CHARLESTON, W.Va. — The state’s largest county has its first confirmed case of the omicron variant of COVID-19.
Kanawha-Charleston Health Department confirmed the case Monday afternoon, “The Kanawha-Charleston Health Department was notified today that the first case of the Omicron variant has been detected in Kanawha County in a male who tested positive for COVID-19.”
The health department further stated that appropriate contact tracing is being conducted as it relates to this case. Because Omicron is highly transmissible, protocols for contact tracing, quarantines, and testing are stricter, the release said.
“It’s very aggressive strain, it’s highly transmissible, and even to people who have been vaccinated,” Sherri Young, Interim Chief Health Officer of the Kanawha-Charleston Health Department (KCHD) said during an appearance on Monday’s MetroNews ‘Talkline’ before the case was announced.
KCHD said close contacts who are unvaccinated should undergo a strict 14-day quarantine. Those who have been vaccinated and have been in close contact should be tested 3-5 days from exposure while also wearing a mask for 14 days from exposure, the health department further stated.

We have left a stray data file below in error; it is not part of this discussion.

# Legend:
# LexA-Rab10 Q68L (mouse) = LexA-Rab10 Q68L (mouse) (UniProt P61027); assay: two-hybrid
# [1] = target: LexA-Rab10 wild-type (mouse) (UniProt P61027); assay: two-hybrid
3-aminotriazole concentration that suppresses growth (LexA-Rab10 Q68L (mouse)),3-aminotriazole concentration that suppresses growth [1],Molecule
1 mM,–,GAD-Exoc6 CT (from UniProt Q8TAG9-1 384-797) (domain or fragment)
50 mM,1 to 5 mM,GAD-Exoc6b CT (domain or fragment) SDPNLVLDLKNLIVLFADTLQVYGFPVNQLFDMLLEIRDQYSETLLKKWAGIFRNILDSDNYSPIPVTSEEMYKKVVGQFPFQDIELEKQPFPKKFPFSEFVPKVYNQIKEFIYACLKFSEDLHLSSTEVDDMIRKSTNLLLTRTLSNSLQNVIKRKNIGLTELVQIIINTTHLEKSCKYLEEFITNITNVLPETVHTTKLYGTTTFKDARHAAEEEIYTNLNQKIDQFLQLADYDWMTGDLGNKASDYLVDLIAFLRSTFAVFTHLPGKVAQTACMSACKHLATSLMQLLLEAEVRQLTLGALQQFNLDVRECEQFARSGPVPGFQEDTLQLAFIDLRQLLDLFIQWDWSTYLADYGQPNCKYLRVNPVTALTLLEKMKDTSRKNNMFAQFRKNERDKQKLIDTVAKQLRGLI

Young said even if symptoms are milder in the omicron variant, the best thing to do is to get vaccinated against COVID-19.
“It’s a better policy, it’s better overall to get vaccinated. It’s better overall for your health to do that and not take a chance,” she said.
There are 8,746 active COVID-19 cases in West Virginia. What does COVID look like in Kanawha County? @DrSherriYoung2 provides the latest to @HoppyKercheval. WATCH: https://t.co/yCFQ3nDJuy pic.twitter.com/oY01quq9ZR
— MetroNews (@WVMetroNews) December 27, 2021
The KCHD will be open Tuesday, Wednesday, and Thursday of this week, from 8 a.m. to 4 p.m. and will be offering free testing, COVID-19 vaccines and boosters. There will be a special drive-thru testing and vaccination clinic on Wednesday from Noon until 5 pm at the KCHD.
Young said the drive-thru Wednesday is encouraged for those who traveled during the holiday season. She wants to control the virus before people head back to school or work.
“If you’ve traveled and you don’t know the status of the people you’ve been around, if you’ve been flying or large events. if you’ve been around family members who maybe were vaccinated, come to the drive-thru,” Young said.